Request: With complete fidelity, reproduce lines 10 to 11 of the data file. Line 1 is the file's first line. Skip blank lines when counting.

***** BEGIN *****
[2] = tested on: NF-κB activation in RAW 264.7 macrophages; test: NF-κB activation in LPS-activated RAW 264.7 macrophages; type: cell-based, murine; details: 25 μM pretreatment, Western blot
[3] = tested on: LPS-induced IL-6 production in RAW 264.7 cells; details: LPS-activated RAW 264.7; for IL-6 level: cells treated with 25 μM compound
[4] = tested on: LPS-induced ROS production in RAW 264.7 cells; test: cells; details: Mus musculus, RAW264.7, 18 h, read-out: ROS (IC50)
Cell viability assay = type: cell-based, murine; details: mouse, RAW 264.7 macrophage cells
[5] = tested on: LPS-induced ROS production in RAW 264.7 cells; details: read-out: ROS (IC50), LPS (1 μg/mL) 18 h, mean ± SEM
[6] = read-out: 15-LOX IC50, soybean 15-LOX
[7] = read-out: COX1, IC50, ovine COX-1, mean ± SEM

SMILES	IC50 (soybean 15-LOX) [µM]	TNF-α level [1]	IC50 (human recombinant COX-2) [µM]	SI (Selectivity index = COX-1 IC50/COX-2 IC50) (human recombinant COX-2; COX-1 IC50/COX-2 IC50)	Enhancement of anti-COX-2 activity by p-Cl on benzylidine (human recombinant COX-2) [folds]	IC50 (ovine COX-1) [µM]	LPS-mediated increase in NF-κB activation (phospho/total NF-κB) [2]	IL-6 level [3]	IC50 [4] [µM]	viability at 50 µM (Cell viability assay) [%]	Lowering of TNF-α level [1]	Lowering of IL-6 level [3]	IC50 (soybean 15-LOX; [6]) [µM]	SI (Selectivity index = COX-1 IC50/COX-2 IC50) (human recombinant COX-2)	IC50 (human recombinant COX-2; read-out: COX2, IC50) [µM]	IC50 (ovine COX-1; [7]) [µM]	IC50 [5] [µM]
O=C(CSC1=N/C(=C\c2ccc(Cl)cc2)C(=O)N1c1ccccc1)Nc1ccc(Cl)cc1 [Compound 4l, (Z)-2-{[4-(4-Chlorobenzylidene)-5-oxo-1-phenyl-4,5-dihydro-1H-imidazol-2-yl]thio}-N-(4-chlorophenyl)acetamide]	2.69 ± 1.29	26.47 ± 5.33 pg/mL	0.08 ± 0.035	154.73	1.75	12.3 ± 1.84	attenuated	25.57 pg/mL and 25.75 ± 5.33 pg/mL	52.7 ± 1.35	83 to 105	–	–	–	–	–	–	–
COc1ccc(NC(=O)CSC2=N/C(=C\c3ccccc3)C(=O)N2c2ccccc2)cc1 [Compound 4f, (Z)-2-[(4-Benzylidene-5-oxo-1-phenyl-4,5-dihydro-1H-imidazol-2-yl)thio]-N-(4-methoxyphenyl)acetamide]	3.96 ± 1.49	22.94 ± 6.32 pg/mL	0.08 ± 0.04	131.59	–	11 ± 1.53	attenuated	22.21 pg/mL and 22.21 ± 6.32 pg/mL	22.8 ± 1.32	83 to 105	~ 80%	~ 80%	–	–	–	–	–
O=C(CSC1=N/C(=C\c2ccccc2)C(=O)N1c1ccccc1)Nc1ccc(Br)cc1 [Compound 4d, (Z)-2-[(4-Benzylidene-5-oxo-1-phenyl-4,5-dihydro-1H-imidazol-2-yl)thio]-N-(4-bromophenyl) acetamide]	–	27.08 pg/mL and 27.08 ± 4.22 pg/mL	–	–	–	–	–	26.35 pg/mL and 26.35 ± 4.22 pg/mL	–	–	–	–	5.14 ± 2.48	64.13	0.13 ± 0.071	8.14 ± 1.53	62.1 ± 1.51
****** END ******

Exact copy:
COc1ccc(NC(=O)CSC2=N/C(=C\c3ccccc3)C(=O)N2c2ccccc2)cc1 [Compound 4f, (Z)-2-[(4-Benzylidene-5-oxo-1-phenyl-4,5-dihydro-1H-imidazol-2-yl)thio]-N-(4-methoxyphenyl)acetamide]	3.96 ± 1.49	22.94 ± 6.32 pg/mL	0.08 ± 0.04	131.59	–	11 ± 1.53	attenuated	22.21 pg/mL and 22.21 ± 6.32 pg/mL	22.8 ± 1.32	83 to 105	~ 80%	~ 80%	–	–	–	–	–
O=C(CSC1=N/C(=C\c2ccccc2)C(=O)N1c1ccccc1)Nc1ccc(Br)cc1 [Compound 4d, (Z)-2-[(4-Benzylidene-5-oxo-1-phenyl-4,5-dihydro-1H-imidazol-2-yl)thio]-N-(4-bromophenyl) acetamide]	–	27.08 pg/mL and 27.08 ± 4.22 pg/mL	–	–	–	–	–	26.35 pg/mL and 26.35 ± 4.22 pg/mL	–	–	–	–	5.14 ± 2.48	64.13	0.13 ± 0.071	8.14 ± 1.53	62.1 ± 1.51